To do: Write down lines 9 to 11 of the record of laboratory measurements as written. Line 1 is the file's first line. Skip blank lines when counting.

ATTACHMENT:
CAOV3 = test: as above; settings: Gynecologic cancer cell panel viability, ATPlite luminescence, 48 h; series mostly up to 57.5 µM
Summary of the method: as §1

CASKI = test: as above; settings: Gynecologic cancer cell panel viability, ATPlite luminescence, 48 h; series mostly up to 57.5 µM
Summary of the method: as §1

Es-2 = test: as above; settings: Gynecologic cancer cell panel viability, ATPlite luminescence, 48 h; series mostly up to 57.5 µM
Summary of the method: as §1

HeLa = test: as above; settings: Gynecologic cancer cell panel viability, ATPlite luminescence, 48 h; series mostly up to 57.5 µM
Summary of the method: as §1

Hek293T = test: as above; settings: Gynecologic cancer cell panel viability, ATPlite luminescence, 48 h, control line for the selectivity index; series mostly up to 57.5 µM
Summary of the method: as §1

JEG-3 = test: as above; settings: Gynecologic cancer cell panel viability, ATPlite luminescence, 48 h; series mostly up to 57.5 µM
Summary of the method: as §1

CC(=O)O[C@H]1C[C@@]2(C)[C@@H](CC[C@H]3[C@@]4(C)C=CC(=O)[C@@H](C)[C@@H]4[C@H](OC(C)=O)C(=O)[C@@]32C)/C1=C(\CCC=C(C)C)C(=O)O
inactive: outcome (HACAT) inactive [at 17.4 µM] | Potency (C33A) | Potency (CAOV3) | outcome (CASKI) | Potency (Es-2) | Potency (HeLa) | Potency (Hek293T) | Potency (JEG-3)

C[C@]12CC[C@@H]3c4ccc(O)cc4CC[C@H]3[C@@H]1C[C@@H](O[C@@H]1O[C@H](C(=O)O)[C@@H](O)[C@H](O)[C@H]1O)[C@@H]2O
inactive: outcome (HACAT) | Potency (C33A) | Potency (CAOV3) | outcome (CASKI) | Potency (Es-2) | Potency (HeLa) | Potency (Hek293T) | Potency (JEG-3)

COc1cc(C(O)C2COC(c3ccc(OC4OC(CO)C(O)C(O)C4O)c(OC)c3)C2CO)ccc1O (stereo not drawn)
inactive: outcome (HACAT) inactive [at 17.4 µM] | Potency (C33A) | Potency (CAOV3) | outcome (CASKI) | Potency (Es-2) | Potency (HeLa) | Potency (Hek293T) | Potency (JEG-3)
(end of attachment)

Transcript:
Hek293T = test: as above; settings: Gynecologic cancer cell panel viability, ATPlite luminescence, 48 h, control line for the selectivity index; series mostly up to 57.5 µM
Summary of the method: as §1

JEG-3 = test: as above; settings: Gynecologic cancer cell panel viability, ATPlite luminescence, 48 h; series mostly up to 57.5 µM